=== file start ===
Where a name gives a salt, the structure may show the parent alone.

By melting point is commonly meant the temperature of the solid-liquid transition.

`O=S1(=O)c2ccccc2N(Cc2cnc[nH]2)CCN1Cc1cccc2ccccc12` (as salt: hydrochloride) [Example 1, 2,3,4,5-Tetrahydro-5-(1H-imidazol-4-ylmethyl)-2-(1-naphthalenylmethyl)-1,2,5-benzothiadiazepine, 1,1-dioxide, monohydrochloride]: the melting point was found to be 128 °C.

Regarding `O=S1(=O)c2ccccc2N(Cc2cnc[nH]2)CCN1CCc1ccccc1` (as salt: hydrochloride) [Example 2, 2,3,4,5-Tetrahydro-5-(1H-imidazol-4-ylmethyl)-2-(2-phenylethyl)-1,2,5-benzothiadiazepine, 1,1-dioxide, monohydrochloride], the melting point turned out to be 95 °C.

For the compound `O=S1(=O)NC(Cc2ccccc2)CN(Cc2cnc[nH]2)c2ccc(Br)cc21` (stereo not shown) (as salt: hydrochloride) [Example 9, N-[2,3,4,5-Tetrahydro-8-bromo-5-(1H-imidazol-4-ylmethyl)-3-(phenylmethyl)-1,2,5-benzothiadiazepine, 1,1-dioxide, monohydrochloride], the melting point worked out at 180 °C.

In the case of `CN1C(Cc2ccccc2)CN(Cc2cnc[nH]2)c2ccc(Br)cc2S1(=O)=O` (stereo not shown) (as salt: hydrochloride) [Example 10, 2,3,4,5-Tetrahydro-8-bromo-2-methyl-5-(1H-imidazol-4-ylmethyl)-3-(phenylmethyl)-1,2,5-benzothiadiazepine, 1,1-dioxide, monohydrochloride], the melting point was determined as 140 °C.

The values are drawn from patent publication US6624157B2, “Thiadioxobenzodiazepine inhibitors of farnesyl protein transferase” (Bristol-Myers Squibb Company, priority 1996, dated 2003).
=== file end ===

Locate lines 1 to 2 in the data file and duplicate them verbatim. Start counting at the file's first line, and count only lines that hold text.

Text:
Where a name gives a salt, the structure may show the parent alone.

By melting point is commonly meant the temperature of the solid-liquid transition.